Shoaib Malik rates LCPL as third biggest in the world
PORT OF SPAIN, Trinidad – Former Pakistan captain Shoaib Malik of the Barbados Tridents has said he expects the Limacol Caribbean Premier League to become “huge” after the success of the ongoing inaugural tournament.
Malik has been one of the stars of the show as the leading batsman with 223 runs from seven innings, as well as three wickets, and his side – led by Kieron Pollard – is getting ready to face Chris Gayle’s Jamaica Tallawahs in tomorrow’s second semi-final.
Having played cricket all around the world – including for the Delhi Daredevils in the Indian Premier League – he has no doubts about the quality of the current tournament and its potential for longevity.
“After the IPL and the Big Bash League you can take this as third (in the world) and it is just the first year,” he said.
“The response from the West Indies people has been awesome. Whenever you are playing a league it is about people coming to the ground; that is the key to success, and I have seen that here.
“People have been coming from everywhere. I was talking to the Jamaica players and they were saying ‘We were not expecting much of a crowd in Jamaica’, but we played there and even in a day game I saw the ground full and energetic.
“It is a great thing. I went out to dinner with (Muttiah) Murali(tharan) here in Trinidad and people met us and said they had tickets for the rest of the games here. ”A few said ‘We do not follow cricket but we are still coming to support our team’.
“It is just the first year but I would give these guys credit for the way this has been handled and organised. I am sure next year it will be even better, it will be huge. That is what all the overseas players are expecting,” he added.
For Malik, the Limacol CPL has been something of a re-birth. Having slipped out of international reckoning for Pakistan’s tour of Zimbabwe he has not only been a star with the bat but has also featured prominently with the ball, relishing pitches that have often assisted the slower bowlers.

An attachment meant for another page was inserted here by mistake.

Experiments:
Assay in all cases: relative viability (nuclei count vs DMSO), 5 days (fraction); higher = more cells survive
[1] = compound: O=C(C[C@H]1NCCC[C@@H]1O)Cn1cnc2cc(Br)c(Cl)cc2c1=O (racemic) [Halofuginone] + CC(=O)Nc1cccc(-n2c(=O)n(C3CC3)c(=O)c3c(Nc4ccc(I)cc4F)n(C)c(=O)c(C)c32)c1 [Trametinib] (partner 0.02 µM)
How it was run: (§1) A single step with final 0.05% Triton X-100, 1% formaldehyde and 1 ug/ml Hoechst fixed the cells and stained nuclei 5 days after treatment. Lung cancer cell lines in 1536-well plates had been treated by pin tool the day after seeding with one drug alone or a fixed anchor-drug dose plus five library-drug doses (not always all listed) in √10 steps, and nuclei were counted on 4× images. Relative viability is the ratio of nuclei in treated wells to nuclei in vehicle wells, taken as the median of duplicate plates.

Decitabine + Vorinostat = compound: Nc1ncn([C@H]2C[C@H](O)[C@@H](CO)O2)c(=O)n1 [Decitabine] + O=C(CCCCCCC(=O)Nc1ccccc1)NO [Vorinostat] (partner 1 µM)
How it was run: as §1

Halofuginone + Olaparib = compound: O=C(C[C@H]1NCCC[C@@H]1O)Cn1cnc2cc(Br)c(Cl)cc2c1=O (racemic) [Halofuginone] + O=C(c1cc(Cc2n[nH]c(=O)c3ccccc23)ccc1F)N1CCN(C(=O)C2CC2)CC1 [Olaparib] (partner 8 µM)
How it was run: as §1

“I was struggling with my shoulder and my elbow but I have had surgery for my elbow and I have worked hard in the gym every day,” he said.
“Now I am absolutely fine. I can even bowl 30 overs in one day. I am very happy and I want to play as an all-rounder; that is my priority.
Malik said he met with Kieron Pollard during the (ICC) Champions Trophy in England and Pollard said that he wanted him to play as an all-rounder. ”When someone gives you that confidence it is always good.”
Malik, still only 31 despite being a veteran of 32 Tests, 216 One-Day Internationals and 53 Twenty20 Internationals, said he still has international aspirations.
“Representing your country is the biggest thing (and) of course I want to play for my team (Pakistan), I want to do well for my country,” he said.
“I still think I can play for another five or six years. I am fit but I want to see myself consistent and I do not want to bat at number six (for Pakistan) any more, I want to bat at number three or four. I just want to play for the country and do well. That is my goal.” In the short term, Malik has his eyes on the big prize in Trinidad. ”It is so far, so good (for me),” he said.
“I have played some good innings, (I have been) bowling also (and) I want my team to be in the final and win this Limacol CPL. We are all working hard and practising every day for that. Cricket is our passion.” (LCPL)